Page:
The accelerated rate of change occurring across most industries today makes strategic planning especially challenging for business executives. It has become increasingly difficult to maintain a competitive edge in an era of low barriers to entry, increased competitor activity, rapidly changing customer needs, quickly evolving technology, and economic and legal trends. As the workplace continues to evolve, it will become ever more important to integrate your business planning with your talent-development strategy.

“Companies need to become more nimble and flexible with respect to how they manage human capital if they want to stay ahead of constantly changing demands,” says Tom Schoenfelder, Ph.D., director of Caliper’s research and development.

Rather than creating job descriptions that are simply lists of qualifications and demanding that applicants have X number of years’ experience carrying out specific tasks that were defined as tactically important in the past, business leaders need to step back and ask themselves: Why does this company exist? What are we trying to accomplish? How do we maintain and grow our position in the market?  How is all of this going to look in 3 to 5 years?

Only after answering these questions can you see what the evolving functions of critical job roles are likely to be, now and in the future.

In other words, Schoenfelder says, “Once you identify the collection of functions required to support the strategy and reinforce the company’s competitive differentiators, you have a better idea of what is needed from your human capital.” Otherwise, you are following the standard, inefficient hiring model where you keep hiring new people to take on outdated and ineffective tasks that are not necessarily linked to a strategy.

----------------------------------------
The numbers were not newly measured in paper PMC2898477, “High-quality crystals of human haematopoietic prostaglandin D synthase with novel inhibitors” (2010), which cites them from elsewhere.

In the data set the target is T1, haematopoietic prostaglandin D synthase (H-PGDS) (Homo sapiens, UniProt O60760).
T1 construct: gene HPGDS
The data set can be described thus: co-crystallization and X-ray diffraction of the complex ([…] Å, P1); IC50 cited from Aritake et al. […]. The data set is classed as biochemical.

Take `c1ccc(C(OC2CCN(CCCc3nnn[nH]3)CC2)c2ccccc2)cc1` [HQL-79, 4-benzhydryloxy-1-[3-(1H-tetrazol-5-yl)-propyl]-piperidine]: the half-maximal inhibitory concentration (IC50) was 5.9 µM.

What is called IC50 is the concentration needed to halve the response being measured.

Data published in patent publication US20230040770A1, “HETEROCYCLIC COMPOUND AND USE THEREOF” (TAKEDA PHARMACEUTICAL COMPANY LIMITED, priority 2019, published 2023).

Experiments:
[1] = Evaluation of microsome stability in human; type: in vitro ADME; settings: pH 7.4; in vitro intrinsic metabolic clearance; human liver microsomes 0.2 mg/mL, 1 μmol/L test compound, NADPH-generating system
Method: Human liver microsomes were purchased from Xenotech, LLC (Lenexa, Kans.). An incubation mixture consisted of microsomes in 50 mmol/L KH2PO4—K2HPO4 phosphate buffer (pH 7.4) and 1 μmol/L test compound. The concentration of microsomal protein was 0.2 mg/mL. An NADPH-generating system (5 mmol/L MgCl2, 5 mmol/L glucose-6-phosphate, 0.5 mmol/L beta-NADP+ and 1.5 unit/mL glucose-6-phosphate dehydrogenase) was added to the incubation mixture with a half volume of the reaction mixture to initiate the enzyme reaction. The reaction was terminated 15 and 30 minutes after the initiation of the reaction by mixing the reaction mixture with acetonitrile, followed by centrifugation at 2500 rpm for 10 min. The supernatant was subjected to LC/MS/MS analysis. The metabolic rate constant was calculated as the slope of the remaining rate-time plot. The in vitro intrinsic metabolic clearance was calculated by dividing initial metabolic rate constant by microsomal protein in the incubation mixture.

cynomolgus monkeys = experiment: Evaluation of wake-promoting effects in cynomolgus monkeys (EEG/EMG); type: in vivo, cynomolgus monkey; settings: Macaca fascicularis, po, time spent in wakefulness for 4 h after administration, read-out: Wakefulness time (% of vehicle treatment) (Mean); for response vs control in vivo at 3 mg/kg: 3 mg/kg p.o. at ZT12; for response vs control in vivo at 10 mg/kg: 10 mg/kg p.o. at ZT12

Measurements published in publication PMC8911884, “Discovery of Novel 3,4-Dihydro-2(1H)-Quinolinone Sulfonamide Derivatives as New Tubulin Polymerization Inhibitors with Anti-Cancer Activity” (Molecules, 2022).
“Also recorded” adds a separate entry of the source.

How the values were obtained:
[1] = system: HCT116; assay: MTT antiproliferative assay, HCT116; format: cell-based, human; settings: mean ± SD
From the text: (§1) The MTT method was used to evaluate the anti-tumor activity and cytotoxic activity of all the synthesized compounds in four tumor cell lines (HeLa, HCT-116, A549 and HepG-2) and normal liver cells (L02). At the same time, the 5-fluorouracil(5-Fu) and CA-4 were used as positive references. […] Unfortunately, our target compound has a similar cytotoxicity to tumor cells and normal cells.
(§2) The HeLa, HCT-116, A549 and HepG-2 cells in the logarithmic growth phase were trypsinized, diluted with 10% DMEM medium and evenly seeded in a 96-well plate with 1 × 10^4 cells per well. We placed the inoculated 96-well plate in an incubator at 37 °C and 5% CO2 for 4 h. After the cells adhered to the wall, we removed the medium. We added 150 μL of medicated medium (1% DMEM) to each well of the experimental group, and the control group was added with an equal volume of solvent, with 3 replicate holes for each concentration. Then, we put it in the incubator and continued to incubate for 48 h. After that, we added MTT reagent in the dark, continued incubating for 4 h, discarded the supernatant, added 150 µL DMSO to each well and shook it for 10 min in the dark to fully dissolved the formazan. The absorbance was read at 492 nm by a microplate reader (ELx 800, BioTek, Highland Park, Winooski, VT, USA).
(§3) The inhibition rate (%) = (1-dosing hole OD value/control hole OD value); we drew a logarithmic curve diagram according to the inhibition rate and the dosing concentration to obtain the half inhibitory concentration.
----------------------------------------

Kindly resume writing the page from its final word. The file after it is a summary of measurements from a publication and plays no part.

Work context matters as well. Business leaders should seek a deep understanding of the company culture to answer two critical questions: first, does the culture support the strategy? and second, are we hiring and onboarding individuals who are likely to thrive in that culture? For example, does fostering an environment of autonomy and creativity lead to overall performance that supports the competitive differentiators, and are these workplace attributes highly valued by management, or is it more important for employees to follow set systems and integrate with existing processes?

Many managers will offhandedly say that their organization wants creative and independent people, but the practical reality may be that rules-followers perform better. Fortunately for senior leaders, the field of business analytics is becoming more and more sophisticated and science driven, and good analytics can help a company not only map employees to company culture but also evaluate the ROI of recent hires and refine the hiring process.

Dr. Schoenfelder believes work context is not only measurable through analytics but that it “significantly impacts organizational behavior and performance.” That is, failing to properly map people to company culture affects not just a particular function but the entire organization.